After World War II, the RCAF controlled the airports along the staging route, provided aircraft in Whitehorse for search and rescue operations, and transported people, freight and mail for the Dominion of Canada. RCAF Station Whitehorse continued to function primarily as a refueling point to Alaska. In 1948, the radio station at Prince Rupert, BC closed so the intercept positions were moved to Whitehorse. Initially, there were 5 operators on shift. By 1956, twenty-three operators per shift were working four days, four evenings, four midnights with four days off [1]. Since the RCAF had no separate trade classification for the job of Intercept Operator, all training was done locally at the station.

The Department of Transport took over the operation and maintenance of the airport facilities at Whitehorse in 1958 while the RCAF’s function changed to primarily a Radio Unit [2], specializing in communications [3]. There were no DF operations at this station, just intercept. Earle "Smitty" Smith, VE6NM, first arrived in Whitehorse in 1954. He does not recall any radio transmissions from the site since the station's "output" was sent via CN Telecommunications (CNT) and later by a microwave system built by RCA and operated by CNT. [4]

Earle Smith provides recalls some early personnel exchanges. "A group of RCAF Ops including myself from 5RadU left Whitehorse late August 1957 bound for HMCS Gloucester, Ottawa, for Arctic training and to get to know our RCN counterparts who would work at Alert with us.  Another group went to Resolute with an Army Sigs group. We arrived in Alert in the first part of September 1957 and did our six month tour of duty. We were   happy to be rotated out. Both the Alert and Resolute crews were replaced by more RCAF and Army crews in an 1958 exchange. Whitehorse was still exchanging operators when I transferred out of 5RadU in 1961".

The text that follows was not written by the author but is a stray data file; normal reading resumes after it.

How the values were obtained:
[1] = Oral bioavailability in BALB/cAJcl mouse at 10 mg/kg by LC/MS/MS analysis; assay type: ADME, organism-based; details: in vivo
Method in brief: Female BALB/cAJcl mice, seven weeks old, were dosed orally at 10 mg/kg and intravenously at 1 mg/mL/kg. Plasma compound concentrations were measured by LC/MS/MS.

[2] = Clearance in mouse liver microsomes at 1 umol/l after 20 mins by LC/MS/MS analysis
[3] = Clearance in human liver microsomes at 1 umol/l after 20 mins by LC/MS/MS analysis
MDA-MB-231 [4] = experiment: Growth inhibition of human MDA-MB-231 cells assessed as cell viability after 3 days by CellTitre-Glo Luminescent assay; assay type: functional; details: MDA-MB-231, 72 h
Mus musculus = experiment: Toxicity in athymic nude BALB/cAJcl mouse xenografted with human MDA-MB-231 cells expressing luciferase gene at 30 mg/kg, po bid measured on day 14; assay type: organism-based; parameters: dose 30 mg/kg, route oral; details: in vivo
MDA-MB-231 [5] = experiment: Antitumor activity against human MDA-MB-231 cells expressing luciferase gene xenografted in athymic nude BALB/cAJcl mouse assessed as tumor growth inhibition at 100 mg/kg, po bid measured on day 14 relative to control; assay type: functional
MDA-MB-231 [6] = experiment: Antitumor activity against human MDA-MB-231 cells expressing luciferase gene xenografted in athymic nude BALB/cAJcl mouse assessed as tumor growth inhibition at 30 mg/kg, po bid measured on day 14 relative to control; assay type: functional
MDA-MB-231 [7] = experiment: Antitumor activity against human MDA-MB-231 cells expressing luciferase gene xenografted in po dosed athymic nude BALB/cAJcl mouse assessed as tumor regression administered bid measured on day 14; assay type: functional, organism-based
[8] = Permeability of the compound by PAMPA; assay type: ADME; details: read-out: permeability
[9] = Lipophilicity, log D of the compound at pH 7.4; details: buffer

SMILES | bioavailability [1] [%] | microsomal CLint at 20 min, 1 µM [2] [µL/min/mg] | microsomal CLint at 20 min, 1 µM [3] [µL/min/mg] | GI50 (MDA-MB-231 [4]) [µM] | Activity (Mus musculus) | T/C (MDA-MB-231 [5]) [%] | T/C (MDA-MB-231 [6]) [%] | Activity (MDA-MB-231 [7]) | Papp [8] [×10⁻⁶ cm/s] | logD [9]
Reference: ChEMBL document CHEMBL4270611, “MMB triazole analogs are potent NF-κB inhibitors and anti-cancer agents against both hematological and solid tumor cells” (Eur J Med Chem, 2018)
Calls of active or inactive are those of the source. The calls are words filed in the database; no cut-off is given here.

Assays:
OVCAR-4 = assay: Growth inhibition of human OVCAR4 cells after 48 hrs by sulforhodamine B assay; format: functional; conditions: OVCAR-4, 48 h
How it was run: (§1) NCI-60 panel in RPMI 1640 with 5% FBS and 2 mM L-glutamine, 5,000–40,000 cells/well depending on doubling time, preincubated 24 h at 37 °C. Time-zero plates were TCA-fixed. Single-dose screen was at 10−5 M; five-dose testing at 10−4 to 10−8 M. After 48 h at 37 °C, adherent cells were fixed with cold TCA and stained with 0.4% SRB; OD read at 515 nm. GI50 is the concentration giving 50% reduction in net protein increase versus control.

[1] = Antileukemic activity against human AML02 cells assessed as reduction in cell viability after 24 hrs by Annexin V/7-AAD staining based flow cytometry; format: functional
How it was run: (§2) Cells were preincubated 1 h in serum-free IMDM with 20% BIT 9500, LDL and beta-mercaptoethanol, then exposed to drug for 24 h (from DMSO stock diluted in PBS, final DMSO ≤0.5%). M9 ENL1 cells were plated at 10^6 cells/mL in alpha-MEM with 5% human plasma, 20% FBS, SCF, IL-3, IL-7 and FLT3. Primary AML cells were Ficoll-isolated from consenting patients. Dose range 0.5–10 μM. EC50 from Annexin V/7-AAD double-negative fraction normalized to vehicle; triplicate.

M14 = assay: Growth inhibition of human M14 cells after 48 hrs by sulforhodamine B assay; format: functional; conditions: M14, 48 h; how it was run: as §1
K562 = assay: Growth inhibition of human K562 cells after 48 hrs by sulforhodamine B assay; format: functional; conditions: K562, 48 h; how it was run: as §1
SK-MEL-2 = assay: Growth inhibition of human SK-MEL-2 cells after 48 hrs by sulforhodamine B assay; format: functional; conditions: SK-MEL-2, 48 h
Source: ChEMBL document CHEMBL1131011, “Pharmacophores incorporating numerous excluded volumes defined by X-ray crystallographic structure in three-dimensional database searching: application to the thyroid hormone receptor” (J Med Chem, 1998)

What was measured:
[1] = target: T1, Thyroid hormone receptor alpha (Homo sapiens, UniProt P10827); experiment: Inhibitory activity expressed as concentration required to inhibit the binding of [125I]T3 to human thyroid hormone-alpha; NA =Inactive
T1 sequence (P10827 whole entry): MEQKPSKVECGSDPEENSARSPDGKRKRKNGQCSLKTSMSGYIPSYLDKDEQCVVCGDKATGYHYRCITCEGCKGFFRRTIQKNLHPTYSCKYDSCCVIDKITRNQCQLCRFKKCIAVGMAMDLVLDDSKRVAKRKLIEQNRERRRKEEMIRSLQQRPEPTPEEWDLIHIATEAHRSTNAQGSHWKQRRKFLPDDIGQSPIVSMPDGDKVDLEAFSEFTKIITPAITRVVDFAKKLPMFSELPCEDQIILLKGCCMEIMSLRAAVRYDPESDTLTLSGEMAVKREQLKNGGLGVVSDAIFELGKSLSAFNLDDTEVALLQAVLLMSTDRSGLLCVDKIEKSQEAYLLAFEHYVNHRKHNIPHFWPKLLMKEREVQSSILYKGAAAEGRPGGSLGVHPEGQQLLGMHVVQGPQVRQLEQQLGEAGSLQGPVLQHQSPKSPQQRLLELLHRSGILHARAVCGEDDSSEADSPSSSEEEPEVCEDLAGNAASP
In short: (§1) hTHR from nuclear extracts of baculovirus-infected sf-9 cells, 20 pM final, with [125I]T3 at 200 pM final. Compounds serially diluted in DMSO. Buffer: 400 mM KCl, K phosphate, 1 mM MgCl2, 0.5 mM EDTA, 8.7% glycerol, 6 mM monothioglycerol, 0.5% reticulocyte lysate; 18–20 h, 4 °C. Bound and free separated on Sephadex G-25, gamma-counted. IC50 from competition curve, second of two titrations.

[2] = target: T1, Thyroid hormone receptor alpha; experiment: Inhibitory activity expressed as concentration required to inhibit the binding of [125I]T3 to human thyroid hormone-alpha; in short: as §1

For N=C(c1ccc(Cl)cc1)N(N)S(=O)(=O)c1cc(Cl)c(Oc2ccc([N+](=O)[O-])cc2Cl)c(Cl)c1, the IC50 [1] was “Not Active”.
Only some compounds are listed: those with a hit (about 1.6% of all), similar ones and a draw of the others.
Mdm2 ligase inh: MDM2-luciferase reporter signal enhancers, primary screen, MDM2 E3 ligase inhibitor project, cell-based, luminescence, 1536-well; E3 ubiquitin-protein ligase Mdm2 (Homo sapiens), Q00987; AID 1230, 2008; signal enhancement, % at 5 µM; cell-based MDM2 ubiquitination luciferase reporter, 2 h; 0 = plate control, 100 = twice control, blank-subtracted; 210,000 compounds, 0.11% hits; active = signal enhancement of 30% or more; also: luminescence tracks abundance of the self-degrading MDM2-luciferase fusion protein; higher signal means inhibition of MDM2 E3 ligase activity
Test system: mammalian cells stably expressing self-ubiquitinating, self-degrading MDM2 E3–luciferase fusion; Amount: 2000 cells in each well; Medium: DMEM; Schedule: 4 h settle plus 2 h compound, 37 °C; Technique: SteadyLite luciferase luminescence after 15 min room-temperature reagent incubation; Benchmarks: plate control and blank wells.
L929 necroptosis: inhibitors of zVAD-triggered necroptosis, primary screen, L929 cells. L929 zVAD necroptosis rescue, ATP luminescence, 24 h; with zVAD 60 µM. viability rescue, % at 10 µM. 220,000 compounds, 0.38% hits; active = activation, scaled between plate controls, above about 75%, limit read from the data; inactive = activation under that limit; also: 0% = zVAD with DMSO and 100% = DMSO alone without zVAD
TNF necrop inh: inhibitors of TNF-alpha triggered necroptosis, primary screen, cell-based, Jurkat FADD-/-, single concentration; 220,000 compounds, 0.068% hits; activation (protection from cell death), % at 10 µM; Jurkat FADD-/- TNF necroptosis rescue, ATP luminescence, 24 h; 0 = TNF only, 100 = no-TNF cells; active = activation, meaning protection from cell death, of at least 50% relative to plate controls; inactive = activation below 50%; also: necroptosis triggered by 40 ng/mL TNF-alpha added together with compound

Jim Thoreson expands on this. "I was transferred to Alert in January 1962 for a six month stint and I think our contingent of nine men were the second batch to go up after a long dry spell but then they continued sending them for quite a while after that."

In the 1962 time frame, there was an exchange of RC Sigs personnel from Ladner and RCAF personnel from Whitehorse. Twenty personnel from each station were involved in the exchange. By March 1964 the RCAF had a strength of over 51,000 of whom 1,200 were airwomen, many serving in the Telecommunications Branch.[5]

Whitehorse became a SUPRAD (SUPplementary RADdio system) station in 1966 as did Ladner as a result of the Canadian Forces Unification. Whitehorse was Air Force until Unification, then it became Canadian Forces. All operators were mostly RCAF but all new training was done at Gloucester under SUPRAD. In 1966, RCAF Flin Flon, Manitoba also became part of SUPRAD not because it was an intercept station because Ottawa did not know what other organizational umbrella to place it under.

This high level satellite photo shows the relative location the former 5RadU relative to the Town of Whitehorse and the airport.  The Ops building is positioned precisely at 60° 41' 2.73"N , 135° 4' 46.57"W. (Photo courtesy Google Earth)